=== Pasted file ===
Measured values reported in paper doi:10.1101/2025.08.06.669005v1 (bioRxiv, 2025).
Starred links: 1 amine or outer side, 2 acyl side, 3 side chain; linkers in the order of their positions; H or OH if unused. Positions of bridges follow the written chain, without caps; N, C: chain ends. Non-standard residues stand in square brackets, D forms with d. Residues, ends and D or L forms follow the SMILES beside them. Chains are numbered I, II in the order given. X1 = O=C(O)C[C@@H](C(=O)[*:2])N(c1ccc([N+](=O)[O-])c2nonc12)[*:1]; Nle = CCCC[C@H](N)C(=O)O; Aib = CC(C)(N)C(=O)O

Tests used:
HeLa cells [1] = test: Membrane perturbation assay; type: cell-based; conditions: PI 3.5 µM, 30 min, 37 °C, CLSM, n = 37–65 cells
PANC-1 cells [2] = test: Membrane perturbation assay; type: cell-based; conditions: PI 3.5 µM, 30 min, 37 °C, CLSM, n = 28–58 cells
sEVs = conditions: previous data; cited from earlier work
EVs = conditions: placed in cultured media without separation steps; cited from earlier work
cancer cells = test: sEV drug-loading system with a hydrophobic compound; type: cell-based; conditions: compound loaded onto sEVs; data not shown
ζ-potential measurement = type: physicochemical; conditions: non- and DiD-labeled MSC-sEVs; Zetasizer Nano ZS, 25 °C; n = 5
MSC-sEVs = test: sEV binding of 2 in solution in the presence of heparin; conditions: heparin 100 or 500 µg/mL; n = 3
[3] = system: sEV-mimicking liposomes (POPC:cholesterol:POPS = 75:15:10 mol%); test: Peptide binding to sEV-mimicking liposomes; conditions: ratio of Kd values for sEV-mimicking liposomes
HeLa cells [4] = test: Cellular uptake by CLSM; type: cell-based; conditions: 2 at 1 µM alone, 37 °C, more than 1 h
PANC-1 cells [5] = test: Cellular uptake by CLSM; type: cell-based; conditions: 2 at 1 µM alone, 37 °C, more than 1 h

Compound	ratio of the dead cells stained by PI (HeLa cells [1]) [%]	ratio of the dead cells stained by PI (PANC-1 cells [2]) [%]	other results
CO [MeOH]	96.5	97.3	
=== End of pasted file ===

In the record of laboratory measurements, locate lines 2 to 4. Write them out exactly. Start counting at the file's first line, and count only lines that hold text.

Starred links: 1 amine or outer side, 2 acyl side, 3 side chain; linkers in the order of their positions; H or OH if unused. Positions of bridges follow the written chain, without caps; N, C: chain ends. Non-standard residues stand in square brackets, D forms with d. Residues, ends and D or L forms follow the SMILES beside them. Chains are numbered I, II in the order given. X1 = O=C(O)C[C@@H](C(=O)[*:2])N(c1ccc([N+](=O)[O-])c2nonc12)[*:1]; Nle = CCCC[C@H](N)C(=O)O; Aib = CC(C)(N)C(=O)O

Tests used:
HeLa cells [1] = test: Membrane perturbation assay; type: cell-based; conditions: PI 3.5 µM, 30 min, 37 °C, CLSM, n = 37–65 cells